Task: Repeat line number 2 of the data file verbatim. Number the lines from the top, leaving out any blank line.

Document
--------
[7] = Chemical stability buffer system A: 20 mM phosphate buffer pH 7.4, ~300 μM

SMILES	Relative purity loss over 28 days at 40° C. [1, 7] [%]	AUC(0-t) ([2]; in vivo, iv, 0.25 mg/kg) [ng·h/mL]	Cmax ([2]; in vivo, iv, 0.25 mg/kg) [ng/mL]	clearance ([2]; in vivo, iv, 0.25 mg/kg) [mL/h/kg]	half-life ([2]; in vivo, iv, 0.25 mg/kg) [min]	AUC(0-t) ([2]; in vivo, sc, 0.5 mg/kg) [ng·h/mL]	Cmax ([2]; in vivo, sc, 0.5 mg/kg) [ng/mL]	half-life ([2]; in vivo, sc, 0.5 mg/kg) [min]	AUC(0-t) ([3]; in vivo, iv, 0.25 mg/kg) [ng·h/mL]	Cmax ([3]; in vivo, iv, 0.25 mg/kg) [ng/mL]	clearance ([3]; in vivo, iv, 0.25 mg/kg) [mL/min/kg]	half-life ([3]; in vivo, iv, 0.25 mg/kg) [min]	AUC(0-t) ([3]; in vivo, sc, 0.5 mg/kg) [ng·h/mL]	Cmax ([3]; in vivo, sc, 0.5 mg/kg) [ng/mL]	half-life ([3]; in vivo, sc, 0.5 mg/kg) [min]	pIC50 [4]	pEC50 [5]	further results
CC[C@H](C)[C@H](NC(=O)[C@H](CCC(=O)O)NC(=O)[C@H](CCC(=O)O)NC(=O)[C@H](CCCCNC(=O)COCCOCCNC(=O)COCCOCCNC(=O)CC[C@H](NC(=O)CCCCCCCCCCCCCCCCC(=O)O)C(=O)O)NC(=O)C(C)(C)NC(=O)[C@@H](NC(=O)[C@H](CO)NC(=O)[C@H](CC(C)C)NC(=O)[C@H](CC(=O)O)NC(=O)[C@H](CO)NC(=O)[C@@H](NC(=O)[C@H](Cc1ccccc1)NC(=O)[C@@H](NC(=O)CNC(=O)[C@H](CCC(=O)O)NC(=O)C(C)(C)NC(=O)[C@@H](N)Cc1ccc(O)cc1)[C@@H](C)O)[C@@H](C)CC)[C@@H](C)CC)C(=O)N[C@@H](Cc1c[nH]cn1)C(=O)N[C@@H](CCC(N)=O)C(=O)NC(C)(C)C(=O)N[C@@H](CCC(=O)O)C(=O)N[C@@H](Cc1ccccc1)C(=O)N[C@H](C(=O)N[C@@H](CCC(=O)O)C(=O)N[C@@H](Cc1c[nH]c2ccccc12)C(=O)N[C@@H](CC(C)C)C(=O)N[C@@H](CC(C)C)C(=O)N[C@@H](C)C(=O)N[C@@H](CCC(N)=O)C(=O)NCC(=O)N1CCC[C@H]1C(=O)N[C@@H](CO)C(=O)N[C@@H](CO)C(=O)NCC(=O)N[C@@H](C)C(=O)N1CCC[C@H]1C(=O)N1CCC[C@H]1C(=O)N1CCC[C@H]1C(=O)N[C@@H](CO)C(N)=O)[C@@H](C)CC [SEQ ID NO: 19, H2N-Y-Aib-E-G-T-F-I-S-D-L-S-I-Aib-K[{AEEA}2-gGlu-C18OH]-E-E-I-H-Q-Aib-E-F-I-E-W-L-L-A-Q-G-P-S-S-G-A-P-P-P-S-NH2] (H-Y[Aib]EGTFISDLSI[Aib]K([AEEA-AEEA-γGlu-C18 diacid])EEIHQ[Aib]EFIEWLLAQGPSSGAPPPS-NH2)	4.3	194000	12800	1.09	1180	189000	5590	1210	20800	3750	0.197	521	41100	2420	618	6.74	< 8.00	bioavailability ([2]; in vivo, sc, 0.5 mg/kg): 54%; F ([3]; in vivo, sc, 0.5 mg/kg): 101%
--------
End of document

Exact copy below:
SMILES	Relative purity loss over 28 days at 40° C. [1, 7] [%]	AUC(0-t) ([2]; in vivo, iv, 0.25 mg/kg) [ng·h/mL]	Cmax ([2]; in vivo, iv, 0.25 mg/kg) [ng/mL]	clearance ([2]; in vivo, iv, 0.25 mg/kg) [mL/h/kg]	half-life ([2]; in vivo, iv, 0.25 mg/kg) [min]	AUC(0-t) ([2]; in vivo, sc, 0.5 mg/kg) [ng·h/mL]	Cmax ([2]; in vivo, sc, 0.5 mg/kg) [ng/mL]	half-life ([2]; in vivo, sc, 0.5 mg/kg) [min]	AUC(0-t) ([3]; in vivo, iv, 0.25 mg/kg) [ng·h/mL]	Cmax ([3]; in vivo, iv, 0.25 mg/kg) [ng/mL]	clearance ([3]; in vivo, iv, 0.25 mg/kg) [mL/min/kg]	half-life ([3]; in vivo, iv, 0.25 mg/kg) [min]	AUC(0-t) ([3]; in vivo, sc, 0.5 mg/kg) [ng·h/mL]	Cmax ([3]; in vivo, sc, 0.5 mg/kg) [ng/mL]	half-life ([3]; in vivo, sc, 0.5 mg/kg) [min]	pIC50 [4]	pEC50 [5]	further results